# How to tell whether a point is to the right or left of a line

I have a set of points. I want to separate them into 2 distinct sets. To do this, I chose two points (a and b) and draw an imaginary line between them. Now I want to have all points that are left from this line in one set and those that are right from this line in the other set.

My question is: How can I tell for any given point z wheter it is in the left or in the right set? I tried to calculate the angle between a-z-b - angles smaller than 180 are on the right hand side, greater than 180 on the left hand side - But because of the definition of ArcCos the calculated angels are always smaller than 180°. Is there a formula to calculate angels greater than 180° (or any other formula to chose right or left side)?

-
To clarify, to the second part of your question, you can use atan2() instead of acos() to calculate the correct angle. However, using a cross product is the best solution to this as Eric Bainville pointed out. –  dionyziz Sep 4 '11 at 12:20
possible duplicate of Determine which side of a line a point lies –  Anko Feb 20 at 17:14
@Anko I don't get it: your link is older that that question –  manuell Feb 20 at 18:30
@manuell All I was thinking was these two are the same question. I didn't consider the creation times at all. Is there some convention? –  Anko Feb 21 at 0:17
@Anko I have no idea about conventions, but it seems more logical to make the newer a duplicate of the older than the opposite. –  manuell Feb 21 at 8:55

Use the sign of the determinant of vectors (AB,AM), where M(X,Y) is the query point:

``````position = sign( (Bx-Ax)*(Y-Ay) - (By-Ay)*(X-Ax) )
``````

It is 0 on the line, and +1 on one side, -1 on the other side.

-
+1 nice, with one thing to be aware of: rounding error can be a concern when the point is very nearly on the line. Not a problem for most uses, but it does bite people from time to time. –  Stephen Canon Oct 13 '09 at 14:18
Great! This is a nice one, without sinus, arccos and such :) Rounding errors are not a problem here, as I use the separating in an algorithm to calculate the convex hull of the pointset and draw a polyline around them. If a point is just outside the hull, it is no big problem. –  Aaginor Oct 13 '09 at 14:53
Should you find yourself in a situation where rounding error on this test is causing you problems, you will want to look up Jon Shewchuk's "Fast Robust Predicates for Computational Geometry". –  Stephen Canon Oct 13 '09 at 15:13
For clarification, this is the same as the Z-component of the cross product between the the line (b-a) and the vector to the point from a (m-a). In your favorite vector-class: position = sign((b-a).cross(m-a)[2]) –  larsm Feb 9 '10 at 22:52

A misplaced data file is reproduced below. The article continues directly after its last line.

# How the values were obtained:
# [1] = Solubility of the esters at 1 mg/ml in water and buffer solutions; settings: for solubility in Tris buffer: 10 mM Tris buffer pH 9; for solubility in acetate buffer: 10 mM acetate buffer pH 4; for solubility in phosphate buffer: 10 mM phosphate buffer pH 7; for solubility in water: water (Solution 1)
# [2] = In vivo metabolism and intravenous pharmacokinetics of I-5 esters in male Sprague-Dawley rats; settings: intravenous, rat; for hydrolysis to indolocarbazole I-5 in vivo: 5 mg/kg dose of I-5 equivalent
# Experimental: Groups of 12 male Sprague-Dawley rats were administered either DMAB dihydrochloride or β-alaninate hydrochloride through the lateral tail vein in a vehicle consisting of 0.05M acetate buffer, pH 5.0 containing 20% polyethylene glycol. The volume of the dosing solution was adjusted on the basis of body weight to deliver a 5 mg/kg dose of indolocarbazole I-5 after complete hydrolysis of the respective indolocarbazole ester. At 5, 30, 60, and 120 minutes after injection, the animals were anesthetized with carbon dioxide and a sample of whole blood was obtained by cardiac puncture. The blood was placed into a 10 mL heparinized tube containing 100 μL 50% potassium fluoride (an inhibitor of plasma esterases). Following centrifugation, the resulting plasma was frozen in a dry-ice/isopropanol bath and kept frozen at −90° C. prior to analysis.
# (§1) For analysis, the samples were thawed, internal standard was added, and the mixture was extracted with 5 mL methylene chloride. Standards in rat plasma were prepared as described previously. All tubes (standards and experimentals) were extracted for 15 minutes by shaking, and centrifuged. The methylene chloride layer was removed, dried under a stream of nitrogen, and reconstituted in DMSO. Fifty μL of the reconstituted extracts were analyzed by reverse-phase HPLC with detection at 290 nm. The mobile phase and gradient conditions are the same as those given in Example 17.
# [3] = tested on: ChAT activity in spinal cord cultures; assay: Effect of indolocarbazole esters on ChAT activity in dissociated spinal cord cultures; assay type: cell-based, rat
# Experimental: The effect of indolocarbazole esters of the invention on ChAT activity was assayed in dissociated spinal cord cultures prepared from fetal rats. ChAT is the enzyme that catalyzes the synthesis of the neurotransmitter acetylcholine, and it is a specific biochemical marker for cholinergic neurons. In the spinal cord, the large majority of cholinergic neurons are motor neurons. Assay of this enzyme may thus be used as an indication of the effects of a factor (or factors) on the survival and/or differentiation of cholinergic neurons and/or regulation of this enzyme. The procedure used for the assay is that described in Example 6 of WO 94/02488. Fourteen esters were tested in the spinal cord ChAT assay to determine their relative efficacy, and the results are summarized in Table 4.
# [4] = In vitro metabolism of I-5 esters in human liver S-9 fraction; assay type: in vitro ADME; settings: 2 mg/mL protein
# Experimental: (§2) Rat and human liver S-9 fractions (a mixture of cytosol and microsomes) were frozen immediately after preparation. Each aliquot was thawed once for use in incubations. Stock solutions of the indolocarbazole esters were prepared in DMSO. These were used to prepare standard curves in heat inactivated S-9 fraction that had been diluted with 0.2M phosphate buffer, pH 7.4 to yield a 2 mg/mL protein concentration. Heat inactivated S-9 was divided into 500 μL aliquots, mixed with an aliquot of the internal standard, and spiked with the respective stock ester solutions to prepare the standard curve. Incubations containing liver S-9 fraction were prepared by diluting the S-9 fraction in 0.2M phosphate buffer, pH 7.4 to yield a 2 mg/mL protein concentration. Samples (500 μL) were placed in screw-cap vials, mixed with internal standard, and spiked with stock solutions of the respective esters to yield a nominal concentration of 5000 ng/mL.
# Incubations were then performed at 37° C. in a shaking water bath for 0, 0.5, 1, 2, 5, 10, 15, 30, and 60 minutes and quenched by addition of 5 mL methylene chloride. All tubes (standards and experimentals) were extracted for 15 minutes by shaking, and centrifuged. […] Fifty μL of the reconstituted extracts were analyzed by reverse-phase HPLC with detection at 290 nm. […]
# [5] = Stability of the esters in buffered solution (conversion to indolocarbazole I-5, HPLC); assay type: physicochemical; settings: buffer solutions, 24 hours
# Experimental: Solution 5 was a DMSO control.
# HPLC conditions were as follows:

Also, this is the perp dot product, that is, `dot(perp(A), B))`. The sign is that of the sine of the angle from A to B. –  Electro Jul 20 '13 at 11:21

Using the equation of the line ab, get the x-coordinate on the line at the same y-coordinate as the point to be sorted.

• If point's x > line's x, the point is to the right of the line.
• If point's x < line's x, the point is to the left of the line.
• If point's x == line's x, the point is on the line.
-
This is wrong, because as you can see from Aaginor's comment on the first answer, we don't want to figure out whether the point is on the left or right of the DIRECTED line AB, i.e. if you're standing on A and looking towards B is it on your left or on your right? –  dionyziz Sep 4 '11 at 12:18
@dionyziz - Huh? My answer does not assign a "direction" to the line through AB. My answer assumes "left" is the -x direction of the corrdinate system. The accepted answer chose to define a vector AB, and define left using cross product. The original question does not specify what is meant by "left". –  mbeckish Sep 6 '11 at 19:29
NOTE: If you use this approach (rather than the cross-product one that was approved as answer), be aware of a pitfall as the line approaches horizontal. Math errors increase, and hits infinity if exactly horizontal. The solution is to use whichever axis has the greater delta between the two points. (Or maybe smaller delta .. this is off the top of my head.) –  ToolmakerSteve Jul 10 '13 at 5:20

basically, I think that there is a solution which is much easier and straight forward, for any given polygon, lets say consist of four vertices(p1,p2,p3,p4), find the two extreme opposite vertices in the polygon, in another words, find the for example the most top left vertex (lets say p1) and the opposite vertex which is located at most bottom right (lets say ). Hence, given your testing point C(x,y), now you have to make double check between C and p1 and C and p4:

if cx > p1x AND cy > p1y ==> means that C is lower and to right of p1 next if cx < p2x AND cy < p2y ==> means that C is upper and to left of p4

conclusion, C is inside the rectangle.

Thanks :)

-
(1) Answers a different question than was asked? Sounds like "bounding box" test, when a rectangle is aligned with both axes. (2) In more detail: makes assumption about the possible relationships between 4 points. For example, take a rectangle, and rotate it 45 degrees, so that you have a diamond. There is no such thing as a "top-left point" in that diamond. The leftmost point is neither topmost or bottom most. And of course, 4 points can form even stranger shapes. For example, 3 points could be far off in one direction, and the 4th point in another direction. Keep trying! –  ToolmakerSteve Jul 10 '13 at 5:28